Pouch for Windows RT

Sunday, 17 February 2013

An inability to use the Share charm to send articles to my Pocket account has been disruptive to my work flow on the Surface RT. As a result, I've regressed to the bad habit of emailing myself links. Neither efficient nor recommended. Enter Pouch.

Pouch makes the most important piece of functionality (adding articles to your Pocket account, of course!) almost effortless. Let me explain. At the moment, when you tap on 'Pouch' via the Share charm, the action isn't completed. Instead you're shown the title and URL of the article you intended to share and a new "Share" button, that when tapped does finally share the article with Pocket. I'm unsure if it's actually possible for apps to complete a share immediately after it's selected from the Share charm. But, if it is, then I find this confirmation step both tedious and unnecessary. And, if it isn't, then it should be.

As for the app itself, your reading queue is presented attractively with impressively fast refresh times and a most welcome ability to save articles for offline reading. The presentation of articles themselves is more of a mixed bag. Although it does a respectable job rendering text-centric web pages, only the leading image for an article was being displayed and I couldn't see videos at all if an article had any. You can customise the text size, but cannot switch to a  single column layout. I appreciate the multi-column layout makes sense when in landscape, but it would be nice if there was an option to toggle between the two layout types, especially when the device is in portrait mode (which, to be fair, is never on my Surface RT, but still). This shortcoming was further emphasised in Snap mode, where tapping on an queued article didn't open it in the snapped Pouch, but instead opened it in IE. As a result, the app when snapped behaves more like a link depository rather than a reading environment. This kind of makes sense, but I'm not entirely convinced.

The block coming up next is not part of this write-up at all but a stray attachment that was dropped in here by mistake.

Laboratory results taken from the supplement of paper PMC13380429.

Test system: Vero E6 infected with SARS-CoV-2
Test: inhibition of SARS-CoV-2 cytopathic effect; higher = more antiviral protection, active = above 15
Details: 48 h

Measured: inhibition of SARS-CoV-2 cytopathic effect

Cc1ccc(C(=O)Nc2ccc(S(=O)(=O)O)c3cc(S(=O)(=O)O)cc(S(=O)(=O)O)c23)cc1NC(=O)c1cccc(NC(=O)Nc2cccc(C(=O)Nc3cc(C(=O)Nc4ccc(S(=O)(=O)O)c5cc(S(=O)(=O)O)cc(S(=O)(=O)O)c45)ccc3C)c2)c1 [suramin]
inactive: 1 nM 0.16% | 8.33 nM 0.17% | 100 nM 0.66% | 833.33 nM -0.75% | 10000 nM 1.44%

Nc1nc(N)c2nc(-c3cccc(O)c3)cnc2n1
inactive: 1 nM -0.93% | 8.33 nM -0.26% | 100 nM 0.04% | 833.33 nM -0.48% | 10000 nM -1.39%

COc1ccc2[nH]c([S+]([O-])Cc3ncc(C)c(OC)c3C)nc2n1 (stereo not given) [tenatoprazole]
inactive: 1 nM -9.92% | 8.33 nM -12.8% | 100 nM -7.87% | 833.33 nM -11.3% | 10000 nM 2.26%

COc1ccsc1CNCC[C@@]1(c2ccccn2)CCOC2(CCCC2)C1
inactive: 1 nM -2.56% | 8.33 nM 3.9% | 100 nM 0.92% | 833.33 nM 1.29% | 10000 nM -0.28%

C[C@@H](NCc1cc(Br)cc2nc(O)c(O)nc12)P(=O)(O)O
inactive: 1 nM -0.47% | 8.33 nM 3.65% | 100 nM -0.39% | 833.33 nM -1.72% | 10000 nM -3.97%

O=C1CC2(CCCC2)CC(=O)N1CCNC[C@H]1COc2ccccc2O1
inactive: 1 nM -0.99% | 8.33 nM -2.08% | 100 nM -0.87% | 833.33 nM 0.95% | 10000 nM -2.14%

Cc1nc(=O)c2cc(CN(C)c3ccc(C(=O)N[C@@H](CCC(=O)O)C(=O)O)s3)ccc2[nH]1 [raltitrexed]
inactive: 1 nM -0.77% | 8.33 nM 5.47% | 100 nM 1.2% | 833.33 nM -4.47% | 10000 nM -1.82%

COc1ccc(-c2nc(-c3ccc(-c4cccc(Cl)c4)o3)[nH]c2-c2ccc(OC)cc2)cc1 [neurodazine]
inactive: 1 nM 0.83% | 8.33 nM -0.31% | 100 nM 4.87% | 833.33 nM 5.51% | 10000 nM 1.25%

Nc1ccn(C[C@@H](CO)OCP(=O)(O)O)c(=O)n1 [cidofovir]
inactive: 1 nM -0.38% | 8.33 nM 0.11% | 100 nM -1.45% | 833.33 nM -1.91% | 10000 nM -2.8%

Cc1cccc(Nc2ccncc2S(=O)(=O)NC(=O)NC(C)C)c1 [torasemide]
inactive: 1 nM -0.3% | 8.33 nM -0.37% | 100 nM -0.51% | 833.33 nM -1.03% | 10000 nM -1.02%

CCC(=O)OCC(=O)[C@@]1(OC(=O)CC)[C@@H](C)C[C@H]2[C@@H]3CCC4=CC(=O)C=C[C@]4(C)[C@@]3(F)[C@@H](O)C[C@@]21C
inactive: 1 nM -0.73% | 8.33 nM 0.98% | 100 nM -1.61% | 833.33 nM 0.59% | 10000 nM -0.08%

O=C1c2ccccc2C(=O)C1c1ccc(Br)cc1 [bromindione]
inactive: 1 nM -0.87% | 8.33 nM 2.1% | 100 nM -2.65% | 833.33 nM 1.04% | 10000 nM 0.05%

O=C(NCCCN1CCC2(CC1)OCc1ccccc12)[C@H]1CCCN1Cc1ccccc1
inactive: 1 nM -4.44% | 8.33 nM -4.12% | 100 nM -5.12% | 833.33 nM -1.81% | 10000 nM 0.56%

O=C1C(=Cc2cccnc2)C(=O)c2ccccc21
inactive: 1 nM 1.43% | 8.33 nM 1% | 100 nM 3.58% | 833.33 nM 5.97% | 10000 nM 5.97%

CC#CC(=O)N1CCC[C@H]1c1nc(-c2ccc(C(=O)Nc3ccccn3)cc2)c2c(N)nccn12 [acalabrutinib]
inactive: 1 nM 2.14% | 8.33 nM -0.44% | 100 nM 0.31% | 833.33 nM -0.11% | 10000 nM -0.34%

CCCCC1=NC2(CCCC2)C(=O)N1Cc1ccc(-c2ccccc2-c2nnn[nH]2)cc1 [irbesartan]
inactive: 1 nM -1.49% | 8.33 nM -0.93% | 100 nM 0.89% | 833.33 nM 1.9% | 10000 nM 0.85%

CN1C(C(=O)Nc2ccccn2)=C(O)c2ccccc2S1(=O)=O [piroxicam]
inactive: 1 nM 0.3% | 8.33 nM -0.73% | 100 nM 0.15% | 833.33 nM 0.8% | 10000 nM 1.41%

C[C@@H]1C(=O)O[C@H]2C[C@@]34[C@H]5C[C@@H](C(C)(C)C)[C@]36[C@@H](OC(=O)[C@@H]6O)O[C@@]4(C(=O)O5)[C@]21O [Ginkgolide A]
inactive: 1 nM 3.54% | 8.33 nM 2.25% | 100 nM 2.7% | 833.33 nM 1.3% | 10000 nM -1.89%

If your biggest requirement is to simply streamline the process by which you add articles from IE Metro to your Pocket account, then you'll be satisfied with Pouch. If, however, you're looking for a polished reading experience, you may be disappointed by the inconsistent quality in which articles are presented and the lack of customisation options. 

As I find the Pocket website currently does a more elegant job in article presentation, I'll continue to read off of it. But, I'll also be keeping Pouch to make it easier to flag articles for future reading. In other words, for the time being, I'll be using Pouch as more of a browser add-on than an app. An incredibly useful one at that. It should be noted that on the day I installed Pouch, there was already an update available. Hopefully, this is just the start and there's more to follow.